We hate to sound like a broken record, but it really is crucial to incorporate lifting weights into your workout regimen. In fact, when it comes to exercise for older adults, strength training actually trumps cardio because preserving muscle is more important than losing fat as you age.
“Every decade, starting in your mid 30s, you lose a percentage of muscle, which affects your metabolism, balance, and ability to brace yourself in the event of an injury,” explains Larysa DiDio, a certified personal trainer and Prevention’s contributing fitness editor. “By weight training, you build more muscle to protect your body against injury.”
So, how often should you lift weights?
Ideally, twice a week—whether you lift free weights, use machines, or do bodyweight exercises, says Rachelle Reed, PhD, CPT, Pure Barre’s manager of training development and barre kinesiologist.
That said, as you get stronger and fitter, both Reed and DiDio agree that you should bump up your sessions to more than two times a week. “You can totally lift every day—just make sure to work on different body parts or train your body differently each day,” DiDio says.
Wondering which muscle groups to focus on? Reed says that depends on your goals. For a full body workout, “many trainers will tell clients to focus on the upper body one day and the lower body a couple days later,” she says. To help you get the most bang for your buck, consider folding in compound exercises and supersets into your routine, a form of strength training in which you move from one exercise to the next with no rest in between.
In addition to building strength, lifting weights has a host of benefits. Keep reading to learn all the reasons you should pick up a pair of dumbbells (or kettlebells, or dare we say, a barbell) today.
You’ll lose weight and burn more calories
While cardio can help you get rid of belly fat, lifting weights helps you build more muscle, which can also help you burn more calories. That’s because muscles are metabolically active, meaning they burn calories even when you’re not exercising. “In fact, muscle tissue burns seven to 10 calories per pound daily, while fat burns only two to three calories per pound daily,” DiDio explains.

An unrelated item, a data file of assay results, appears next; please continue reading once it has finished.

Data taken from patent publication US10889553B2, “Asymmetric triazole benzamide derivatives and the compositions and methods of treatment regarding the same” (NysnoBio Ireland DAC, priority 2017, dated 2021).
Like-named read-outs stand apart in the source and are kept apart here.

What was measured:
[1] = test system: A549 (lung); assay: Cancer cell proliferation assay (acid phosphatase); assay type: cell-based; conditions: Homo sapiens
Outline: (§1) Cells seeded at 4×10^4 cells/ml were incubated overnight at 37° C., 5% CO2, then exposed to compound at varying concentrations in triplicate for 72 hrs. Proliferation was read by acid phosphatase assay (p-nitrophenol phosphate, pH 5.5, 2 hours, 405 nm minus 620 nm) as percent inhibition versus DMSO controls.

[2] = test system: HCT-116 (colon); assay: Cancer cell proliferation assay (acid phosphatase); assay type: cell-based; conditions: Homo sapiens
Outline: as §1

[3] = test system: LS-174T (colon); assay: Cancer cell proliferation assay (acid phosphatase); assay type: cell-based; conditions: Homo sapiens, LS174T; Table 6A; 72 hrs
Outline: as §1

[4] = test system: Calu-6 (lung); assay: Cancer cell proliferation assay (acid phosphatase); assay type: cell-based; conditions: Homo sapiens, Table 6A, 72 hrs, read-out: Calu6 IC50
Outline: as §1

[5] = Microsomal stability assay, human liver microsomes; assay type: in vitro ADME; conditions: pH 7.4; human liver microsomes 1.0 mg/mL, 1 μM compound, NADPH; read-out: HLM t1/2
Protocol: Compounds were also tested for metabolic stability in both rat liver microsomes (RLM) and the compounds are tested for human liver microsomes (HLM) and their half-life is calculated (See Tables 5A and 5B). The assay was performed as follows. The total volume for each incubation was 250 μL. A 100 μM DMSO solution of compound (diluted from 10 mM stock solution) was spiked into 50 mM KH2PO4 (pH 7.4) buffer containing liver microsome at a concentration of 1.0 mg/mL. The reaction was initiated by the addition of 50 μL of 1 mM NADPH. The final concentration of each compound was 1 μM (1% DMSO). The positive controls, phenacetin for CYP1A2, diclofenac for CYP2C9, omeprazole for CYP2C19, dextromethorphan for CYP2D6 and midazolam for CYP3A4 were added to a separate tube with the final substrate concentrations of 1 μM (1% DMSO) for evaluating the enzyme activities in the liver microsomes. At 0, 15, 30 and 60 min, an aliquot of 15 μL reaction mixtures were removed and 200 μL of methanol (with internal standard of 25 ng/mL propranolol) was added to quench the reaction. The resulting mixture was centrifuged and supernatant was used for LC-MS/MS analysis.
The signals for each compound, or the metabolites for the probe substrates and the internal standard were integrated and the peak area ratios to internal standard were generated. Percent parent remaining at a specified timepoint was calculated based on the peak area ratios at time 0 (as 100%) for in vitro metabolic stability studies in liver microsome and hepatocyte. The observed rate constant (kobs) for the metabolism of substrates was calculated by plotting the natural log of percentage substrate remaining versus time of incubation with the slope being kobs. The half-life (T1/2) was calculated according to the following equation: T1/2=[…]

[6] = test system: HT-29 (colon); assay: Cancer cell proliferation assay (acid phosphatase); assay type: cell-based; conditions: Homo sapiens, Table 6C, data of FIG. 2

What’s more, a 2017 study in Obesity suggests that weight training combined with a healthy, low-calorie diet, can help preserve lean muscle mass that’s lost through aerobic workouts. “When weight loss occurs in the absence of strength training, all facets of body composition are lost,” Reed says. “You lose some weight in fat, some in muscle, and some in bone—and it’s unfavorable to lose weight that’s coming from both muscle and bone.” That’s why strength training is so important. When people exercise to lose weight, the majority of the weight loss is fat loss.
You’ll protect your bones
As you age, your bones become more brittle and weaker, especially if you’re post-menopausal, which is due to lower estrogen levels—the hormone responsible for maintaining bone mass. But lifting weights can help you build bone mineral density through Wolff’s Law, which states that bones can grow in response to forces that are placed upon it. In other words, creating pressure on your joints through weight-bearing exercises can actually help you build stronger, healthier bones.
“Strength training involves muscles contracting against the bones they’re surrounding,” Reed explains. “This force applied to the bones helps improve bone density overtime.”
In fact, an October 2017 study from the Journal of Bone and Mineral Research shows that high-intensity resistance training exercises, like deadlifts, overhead presses, and back squats, can help improve bone mineral density in women with osteopenia and osteoporosis.